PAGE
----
Metalship : Hate started out playing straightforward death metal and grind and has mixed industrial and black metal into later efforts. How do you view your group’s progression?
We’ve been through many changes of style, but we still play death metal. Death metal is still the core of what we do. Because we are quite deep into the occult, we bring in some black metal. Those are black metal things. We are especially associated with black metal because we use corpse paint. The misery, the corpse paint—the ritual that we have between each show is there to help us get into the role. It helps us be someone else on stage. Without it, it would be impossible. I know what I’m talking about because ten years ago we started using those types of things. It also helps connect with this energy, with something beyond. That might sound crazy, but that’s how we are. It really helps us be better on stage. We draw from somewhere else to get that energy. This ritual is something that makes our shows special, at least for us. People very often feel it, too. I hear that from people after shows. We see and hear their reactions. People value this and they value the show.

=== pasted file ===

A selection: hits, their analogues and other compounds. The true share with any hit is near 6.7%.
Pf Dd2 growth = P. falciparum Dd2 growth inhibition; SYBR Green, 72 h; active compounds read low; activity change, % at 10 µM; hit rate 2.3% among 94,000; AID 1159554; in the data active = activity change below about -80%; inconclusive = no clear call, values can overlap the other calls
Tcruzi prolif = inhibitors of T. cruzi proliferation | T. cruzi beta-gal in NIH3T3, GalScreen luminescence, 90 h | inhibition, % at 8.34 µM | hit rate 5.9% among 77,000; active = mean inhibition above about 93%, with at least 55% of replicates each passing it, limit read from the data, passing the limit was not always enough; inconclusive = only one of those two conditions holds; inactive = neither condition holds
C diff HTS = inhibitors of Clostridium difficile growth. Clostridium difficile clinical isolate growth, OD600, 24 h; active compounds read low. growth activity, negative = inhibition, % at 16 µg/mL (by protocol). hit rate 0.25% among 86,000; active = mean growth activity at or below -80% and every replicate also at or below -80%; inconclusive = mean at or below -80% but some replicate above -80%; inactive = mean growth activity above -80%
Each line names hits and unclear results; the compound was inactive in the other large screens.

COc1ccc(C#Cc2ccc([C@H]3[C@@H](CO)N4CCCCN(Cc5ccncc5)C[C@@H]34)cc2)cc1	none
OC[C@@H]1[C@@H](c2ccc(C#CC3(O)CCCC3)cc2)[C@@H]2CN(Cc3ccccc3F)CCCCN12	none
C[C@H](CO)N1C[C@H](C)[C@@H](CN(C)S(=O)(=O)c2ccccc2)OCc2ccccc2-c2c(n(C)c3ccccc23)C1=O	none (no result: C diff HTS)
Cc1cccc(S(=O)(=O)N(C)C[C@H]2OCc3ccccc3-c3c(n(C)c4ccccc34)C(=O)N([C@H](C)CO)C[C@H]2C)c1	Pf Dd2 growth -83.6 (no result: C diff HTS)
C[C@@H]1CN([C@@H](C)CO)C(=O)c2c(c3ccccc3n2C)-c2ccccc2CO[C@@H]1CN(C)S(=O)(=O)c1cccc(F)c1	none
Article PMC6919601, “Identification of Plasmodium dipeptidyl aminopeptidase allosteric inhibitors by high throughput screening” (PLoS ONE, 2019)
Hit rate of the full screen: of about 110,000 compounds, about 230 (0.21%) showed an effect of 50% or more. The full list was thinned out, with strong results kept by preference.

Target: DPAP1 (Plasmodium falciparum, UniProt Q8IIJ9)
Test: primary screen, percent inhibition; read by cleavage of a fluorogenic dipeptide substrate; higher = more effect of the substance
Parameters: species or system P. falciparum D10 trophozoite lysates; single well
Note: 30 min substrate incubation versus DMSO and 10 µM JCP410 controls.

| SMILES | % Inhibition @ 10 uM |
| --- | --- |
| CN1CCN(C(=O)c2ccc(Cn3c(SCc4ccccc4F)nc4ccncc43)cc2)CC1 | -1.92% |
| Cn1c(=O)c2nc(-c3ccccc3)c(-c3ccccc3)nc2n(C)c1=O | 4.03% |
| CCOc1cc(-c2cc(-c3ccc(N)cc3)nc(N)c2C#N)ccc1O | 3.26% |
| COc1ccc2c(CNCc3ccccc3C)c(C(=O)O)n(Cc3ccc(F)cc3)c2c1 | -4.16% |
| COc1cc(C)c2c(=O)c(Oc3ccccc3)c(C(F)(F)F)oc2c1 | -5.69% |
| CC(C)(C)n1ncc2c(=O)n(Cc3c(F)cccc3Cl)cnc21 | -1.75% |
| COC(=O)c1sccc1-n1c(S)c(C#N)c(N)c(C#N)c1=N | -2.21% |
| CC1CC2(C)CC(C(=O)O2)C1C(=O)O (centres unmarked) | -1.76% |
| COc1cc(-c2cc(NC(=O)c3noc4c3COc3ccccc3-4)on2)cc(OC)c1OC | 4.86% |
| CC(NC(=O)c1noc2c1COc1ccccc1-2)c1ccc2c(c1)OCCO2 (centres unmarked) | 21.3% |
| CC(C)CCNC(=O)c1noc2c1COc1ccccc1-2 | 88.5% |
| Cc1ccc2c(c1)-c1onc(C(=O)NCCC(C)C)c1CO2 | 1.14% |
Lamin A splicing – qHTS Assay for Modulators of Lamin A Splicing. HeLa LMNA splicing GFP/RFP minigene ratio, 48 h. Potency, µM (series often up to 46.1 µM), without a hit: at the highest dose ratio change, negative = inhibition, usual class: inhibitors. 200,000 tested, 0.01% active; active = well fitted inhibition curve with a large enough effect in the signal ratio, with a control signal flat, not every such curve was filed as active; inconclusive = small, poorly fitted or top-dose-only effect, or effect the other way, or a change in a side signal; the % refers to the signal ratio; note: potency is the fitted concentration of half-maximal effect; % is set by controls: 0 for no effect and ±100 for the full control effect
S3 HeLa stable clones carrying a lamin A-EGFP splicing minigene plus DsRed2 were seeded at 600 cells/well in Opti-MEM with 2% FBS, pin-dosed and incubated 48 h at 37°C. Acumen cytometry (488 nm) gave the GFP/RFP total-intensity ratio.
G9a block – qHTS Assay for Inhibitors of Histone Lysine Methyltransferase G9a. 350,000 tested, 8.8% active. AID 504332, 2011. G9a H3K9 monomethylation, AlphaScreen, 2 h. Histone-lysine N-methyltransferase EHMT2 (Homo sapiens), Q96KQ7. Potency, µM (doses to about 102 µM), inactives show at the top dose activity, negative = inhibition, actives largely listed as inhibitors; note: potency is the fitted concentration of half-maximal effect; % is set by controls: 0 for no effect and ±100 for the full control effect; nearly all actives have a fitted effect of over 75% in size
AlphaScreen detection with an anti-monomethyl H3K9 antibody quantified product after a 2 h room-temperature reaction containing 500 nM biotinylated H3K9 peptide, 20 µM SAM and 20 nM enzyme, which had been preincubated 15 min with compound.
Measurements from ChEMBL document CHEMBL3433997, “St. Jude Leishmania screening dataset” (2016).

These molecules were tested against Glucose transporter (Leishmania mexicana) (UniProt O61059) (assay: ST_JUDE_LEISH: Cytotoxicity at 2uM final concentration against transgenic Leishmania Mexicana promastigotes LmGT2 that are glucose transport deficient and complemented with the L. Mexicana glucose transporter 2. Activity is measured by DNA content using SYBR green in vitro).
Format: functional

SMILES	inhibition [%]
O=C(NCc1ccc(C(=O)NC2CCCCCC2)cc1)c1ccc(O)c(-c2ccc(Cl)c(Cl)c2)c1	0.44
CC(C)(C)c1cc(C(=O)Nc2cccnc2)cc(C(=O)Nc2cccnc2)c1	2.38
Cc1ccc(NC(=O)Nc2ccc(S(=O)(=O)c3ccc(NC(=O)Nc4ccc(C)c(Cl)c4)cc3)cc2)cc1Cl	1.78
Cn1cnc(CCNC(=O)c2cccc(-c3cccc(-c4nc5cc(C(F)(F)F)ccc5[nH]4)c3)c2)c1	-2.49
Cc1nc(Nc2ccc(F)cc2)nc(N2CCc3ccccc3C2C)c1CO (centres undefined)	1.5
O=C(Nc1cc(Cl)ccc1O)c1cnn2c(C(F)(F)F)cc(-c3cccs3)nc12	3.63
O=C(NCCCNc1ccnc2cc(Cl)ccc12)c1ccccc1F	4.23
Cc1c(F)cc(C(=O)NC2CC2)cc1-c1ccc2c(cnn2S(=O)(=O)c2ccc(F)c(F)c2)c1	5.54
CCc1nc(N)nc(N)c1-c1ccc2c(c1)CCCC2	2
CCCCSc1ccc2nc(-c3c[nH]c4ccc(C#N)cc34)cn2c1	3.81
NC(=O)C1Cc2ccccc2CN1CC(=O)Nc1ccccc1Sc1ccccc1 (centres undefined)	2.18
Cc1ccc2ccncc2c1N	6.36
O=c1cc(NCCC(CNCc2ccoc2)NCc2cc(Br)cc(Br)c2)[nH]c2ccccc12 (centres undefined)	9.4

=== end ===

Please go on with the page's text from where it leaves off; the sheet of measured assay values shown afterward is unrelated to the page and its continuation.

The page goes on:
Metalship : Hate has gone through many lineup changes. You are the only original member. Has the revolving door of musicians led to a diversity of sound or was their unwillingness to change an issue that led to their firing?
There were many situations (laughs). Like you said, there were so many musicians that have played in this band. I started Hate